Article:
If you’re interested in architecture, you’ve probably taken your high school tech class. Please don’t include what you’ve done in that class. This is because tech class work almost always looks the same. While it’s great that you’re taking some steps to begin learning about architecture and design, your tech design class will not tell the admissions committee anything about you! They’re not looking for great designers; that’s what you’re going there to learn! If you really want to showcase some of your tech class work, use the skills you’ve learned to curate work that is experimental, original and unique!


Photography is a great medium! But with cameras everywhere, you might think that your smartphone nature shots will differentiate your portfolio from the competition. Right? Wrong. Pictures from your morning walk along the lake should not find their way into your portfolio. If you are planning about including photography in your portfolio, be sure that your photos are well planned, curated, shot and edited. Think of them as their own artwork. Again, ask yourself, what are these pictures trying to say? What story are they trying to tell? Photography, when done right, can be extremely effective in your portfolio. But if taking photos never interested you, don’t add pictures just for the sake of their presence. 


Architecture education is just as much about the process as it is about the final product. In fact, most of the time is spent iterating and developing ideas before finalizing them. Showing the application committee process work is absolutely essential to your application. And I mean really essential! Throughout your portfolio creation process, you want to have a sketchbook where you develop your ideas. Before you start a new piece, spend some time sketching and testing out different combinations of colour, texture, perspective, etc. Use your sketchbook as a brain dump: whenever you get any ideas, sketch them down. You also want to take that sketchbook with you EVERYWHERE. Practise sketching from life and draw what’s around you, observing things like light and form. Having a sketchbook with a lot of experimental work will show the application committee that you have a zeal for architecture, and that you’re constantly thinking about what’s around you. If your interview is in person, you want to bring those sketchbooks with you. If you’re submitting your portfolio online, you want to include pictures of the process work for your pieces and extra sketchbook pages that show your continuous experimentation and thinking.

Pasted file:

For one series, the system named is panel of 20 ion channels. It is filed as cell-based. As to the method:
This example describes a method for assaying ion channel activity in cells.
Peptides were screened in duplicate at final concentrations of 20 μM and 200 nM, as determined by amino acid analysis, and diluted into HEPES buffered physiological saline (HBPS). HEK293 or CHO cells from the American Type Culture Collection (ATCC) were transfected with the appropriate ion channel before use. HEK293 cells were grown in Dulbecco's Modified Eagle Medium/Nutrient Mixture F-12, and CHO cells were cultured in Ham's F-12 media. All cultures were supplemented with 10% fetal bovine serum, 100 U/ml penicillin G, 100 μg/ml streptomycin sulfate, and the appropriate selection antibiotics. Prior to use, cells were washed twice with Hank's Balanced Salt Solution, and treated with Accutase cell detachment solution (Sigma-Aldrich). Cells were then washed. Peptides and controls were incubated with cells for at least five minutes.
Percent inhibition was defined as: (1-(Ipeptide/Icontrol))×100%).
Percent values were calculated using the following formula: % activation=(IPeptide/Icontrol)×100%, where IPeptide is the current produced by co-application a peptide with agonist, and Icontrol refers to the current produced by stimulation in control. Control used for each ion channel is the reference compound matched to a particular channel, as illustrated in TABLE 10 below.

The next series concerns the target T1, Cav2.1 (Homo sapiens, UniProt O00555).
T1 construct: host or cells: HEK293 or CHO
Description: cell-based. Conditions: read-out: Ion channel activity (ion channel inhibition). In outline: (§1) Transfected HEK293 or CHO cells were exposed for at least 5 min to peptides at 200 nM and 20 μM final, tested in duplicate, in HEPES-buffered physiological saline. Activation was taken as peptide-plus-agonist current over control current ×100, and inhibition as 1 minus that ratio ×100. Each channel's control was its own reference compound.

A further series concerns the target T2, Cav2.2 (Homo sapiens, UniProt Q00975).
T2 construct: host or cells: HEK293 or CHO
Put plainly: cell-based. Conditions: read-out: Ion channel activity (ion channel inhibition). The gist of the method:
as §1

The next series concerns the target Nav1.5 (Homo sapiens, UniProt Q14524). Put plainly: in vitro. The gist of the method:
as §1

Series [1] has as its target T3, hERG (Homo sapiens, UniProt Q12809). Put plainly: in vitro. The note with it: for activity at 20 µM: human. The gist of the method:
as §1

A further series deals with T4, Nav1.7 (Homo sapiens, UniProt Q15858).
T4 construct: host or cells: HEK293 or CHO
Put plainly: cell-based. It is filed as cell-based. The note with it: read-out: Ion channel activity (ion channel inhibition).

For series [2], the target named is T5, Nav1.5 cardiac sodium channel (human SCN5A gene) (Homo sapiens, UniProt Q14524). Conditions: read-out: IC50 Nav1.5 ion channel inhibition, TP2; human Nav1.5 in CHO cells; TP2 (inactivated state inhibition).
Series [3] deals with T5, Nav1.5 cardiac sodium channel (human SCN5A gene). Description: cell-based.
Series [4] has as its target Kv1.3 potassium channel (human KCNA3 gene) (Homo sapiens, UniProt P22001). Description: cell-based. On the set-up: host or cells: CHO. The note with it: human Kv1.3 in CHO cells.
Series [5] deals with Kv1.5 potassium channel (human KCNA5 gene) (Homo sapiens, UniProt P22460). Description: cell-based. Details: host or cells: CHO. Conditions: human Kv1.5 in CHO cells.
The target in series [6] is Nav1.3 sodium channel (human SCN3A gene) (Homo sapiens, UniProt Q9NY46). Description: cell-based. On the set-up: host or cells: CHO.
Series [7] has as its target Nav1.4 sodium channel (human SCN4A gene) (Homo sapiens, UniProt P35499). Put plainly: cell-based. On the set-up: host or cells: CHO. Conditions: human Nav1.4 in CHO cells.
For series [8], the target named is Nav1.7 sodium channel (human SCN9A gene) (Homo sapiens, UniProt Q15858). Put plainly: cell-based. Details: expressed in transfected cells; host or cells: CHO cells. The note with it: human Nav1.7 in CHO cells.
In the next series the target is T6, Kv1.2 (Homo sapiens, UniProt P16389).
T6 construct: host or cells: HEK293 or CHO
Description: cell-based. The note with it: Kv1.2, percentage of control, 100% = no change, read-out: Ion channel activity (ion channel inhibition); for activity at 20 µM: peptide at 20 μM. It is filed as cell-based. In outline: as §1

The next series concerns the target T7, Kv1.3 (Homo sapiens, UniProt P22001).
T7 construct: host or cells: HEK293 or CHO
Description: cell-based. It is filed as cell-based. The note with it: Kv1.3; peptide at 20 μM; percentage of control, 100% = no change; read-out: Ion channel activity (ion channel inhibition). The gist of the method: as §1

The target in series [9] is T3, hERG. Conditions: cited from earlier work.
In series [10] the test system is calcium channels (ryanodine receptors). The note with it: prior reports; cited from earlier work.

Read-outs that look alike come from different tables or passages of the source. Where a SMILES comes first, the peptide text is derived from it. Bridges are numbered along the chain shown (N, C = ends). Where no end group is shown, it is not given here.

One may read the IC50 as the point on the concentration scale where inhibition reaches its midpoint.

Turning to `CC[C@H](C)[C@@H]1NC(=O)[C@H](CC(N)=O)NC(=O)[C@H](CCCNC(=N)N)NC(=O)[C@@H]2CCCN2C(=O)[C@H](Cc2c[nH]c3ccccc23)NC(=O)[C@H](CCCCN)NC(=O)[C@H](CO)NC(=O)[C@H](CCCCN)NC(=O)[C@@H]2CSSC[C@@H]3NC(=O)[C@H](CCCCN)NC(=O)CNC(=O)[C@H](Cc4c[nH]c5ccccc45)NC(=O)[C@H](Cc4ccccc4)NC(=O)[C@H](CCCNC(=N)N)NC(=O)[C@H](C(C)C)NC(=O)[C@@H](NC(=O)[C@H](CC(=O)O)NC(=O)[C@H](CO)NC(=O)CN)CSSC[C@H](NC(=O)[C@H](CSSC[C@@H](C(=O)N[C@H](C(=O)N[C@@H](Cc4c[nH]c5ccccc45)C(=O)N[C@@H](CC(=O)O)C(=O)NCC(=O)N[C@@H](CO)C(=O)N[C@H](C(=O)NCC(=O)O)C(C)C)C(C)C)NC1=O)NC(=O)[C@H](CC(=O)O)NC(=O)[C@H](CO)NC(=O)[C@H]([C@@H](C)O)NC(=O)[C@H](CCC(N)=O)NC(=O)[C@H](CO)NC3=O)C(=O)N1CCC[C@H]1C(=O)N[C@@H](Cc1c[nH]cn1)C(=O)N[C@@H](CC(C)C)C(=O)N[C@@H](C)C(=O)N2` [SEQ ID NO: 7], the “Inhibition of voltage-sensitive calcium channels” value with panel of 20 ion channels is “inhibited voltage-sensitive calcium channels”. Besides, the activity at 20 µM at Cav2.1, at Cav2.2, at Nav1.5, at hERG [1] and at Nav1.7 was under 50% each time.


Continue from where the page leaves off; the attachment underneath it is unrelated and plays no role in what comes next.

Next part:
If you’ve started creating your architecture portfolio, keep these tips in mind as you complete your remaining pieces. If you’re just about to start, make sure to revisit this article often to stay on the right track. The tips above will not only help your portfolio shine, but will also instill in you skills and habits that will help you as a designer and architect in the making! While your portfolio is a big part of who you are, try not to measure your success by the success of your work! If you don’t get in, that’s okay! That does not make you any less valuable. The architecture industry is competitive, but with hard work, you’ll make it!

Published on September 2, 2021

About Michael Salib

Michael Salib is a second-year architecture student at the University of Waterloo. As a content creator and designer, he self-identifies as a "creative enthusiast," letting creativity dominate his day-to-day life. Michael has tutored and mentored students through their transition from elementary to high school and high school to post-secondary for several years, helping them rise to their full potential. He also has a knack for public speaking. During his free time, you will find Michael doing a plethora of things, such as traveling, hiking, acting, drawing, cooking, taking photos, and spending quality time with loved ones.